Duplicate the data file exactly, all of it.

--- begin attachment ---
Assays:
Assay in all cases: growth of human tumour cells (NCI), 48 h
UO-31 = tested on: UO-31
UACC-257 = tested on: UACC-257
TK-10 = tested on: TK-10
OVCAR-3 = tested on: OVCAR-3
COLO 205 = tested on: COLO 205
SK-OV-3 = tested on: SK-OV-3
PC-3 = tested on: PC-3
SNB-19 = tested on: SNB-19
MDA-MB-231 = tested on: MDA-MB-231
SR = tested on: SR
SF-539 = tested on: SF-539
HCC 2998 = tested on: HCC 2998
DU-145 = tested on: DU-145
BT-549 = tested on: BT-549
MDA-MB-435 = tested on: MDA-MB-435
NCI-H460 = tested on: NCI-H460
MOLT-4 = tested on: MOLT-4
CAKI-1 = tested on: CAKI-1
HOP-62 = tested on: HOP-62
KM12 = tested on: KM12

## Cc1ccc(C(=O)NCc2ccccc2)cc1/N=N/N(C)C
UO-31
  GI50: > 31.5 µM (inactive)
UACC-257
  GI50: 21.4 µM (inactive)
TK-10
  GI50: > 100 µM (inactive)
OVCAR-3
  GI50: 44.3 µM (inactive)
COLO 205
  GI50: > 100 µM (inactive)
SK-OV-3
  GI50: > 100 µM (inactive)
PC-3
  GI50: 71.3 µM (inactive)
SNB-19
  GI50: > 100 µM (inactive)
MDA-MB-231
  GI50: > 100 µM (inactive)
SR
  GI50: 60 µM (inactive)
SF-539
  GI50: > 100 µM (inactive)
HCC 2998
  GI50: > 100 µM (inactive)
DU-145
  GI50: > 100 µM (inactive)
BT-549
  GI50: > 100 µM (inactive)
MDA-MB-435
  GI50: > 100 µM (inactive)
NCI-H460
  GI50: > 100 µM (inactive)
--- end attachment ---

Assays:
Assay in all cases: growth of human tumour cells (NCI), 48 h
UO-31 = tested on: UO-31
UACC-257 = tested on: UACC-257
TK-10 = tested on: TK-10
OVCAR-3 = tested on: OVCAR-3
COLO 205 = tested on: COLO 205
SK-OV-3 = tested on: SK-OV-3
PC-3 = tested on: PC-3
SNB-19 = tested on: SNB-19
MDA-MB-231 = tested on: MDA-MB-231
SR = tested on: SR
SF-539 = tested on: SF-539
HCC 2998 = tested on: HCC 2998
DU-145 = tested on: DU-145
BT-549 = tested on: BT-549
MDA-MB-435 = tested on: MDA-MB-435
NCI-H460 = tested on: NCI-H460
MOLT-4 = tested on: MOLT-4
CAKI-1 = tested on: CAKI-1
HOP-62 = tested on: HOP-62
KM12 = tested on: KM12

## Cc1ccc(C(=O)NCc2ccccc2)cc1/N=N/N(C)C
UO-31
  GI50: > 31.5 µM (inactive)
UACC-257
  GI50: 21.4 µM (inactive)
TK-10
  GI50: > 100 µM (inactive)
OVCAR-3
  GI50: 44.3 µM (inactive)
COLO 205
  GI50: > 100 µM (inactive)
SK-OV-3
  GI50: > 100 µM (inactive)
PC-3
  GI50: 71.3 µM (inactive)
SNB-19
  GI50: > 100 µM (inactive)
MDA-MB-231
  GI50: > 100 µM (inactive)
SR
  GI50: 60 µM (inactive)
SF-539
  GI50: > 100 µM (inactive)
HCC 2998
  GI50: > 100 µM (inactive)
DU-145
  GI50: > 100 µM (inactive)
BT-549
  GI50: > 100 µM (inactive)
MDA-MB-435
  GI50: > 100 µM (inactive)
NCI-H460
  GI50: > 100 µM (inactive)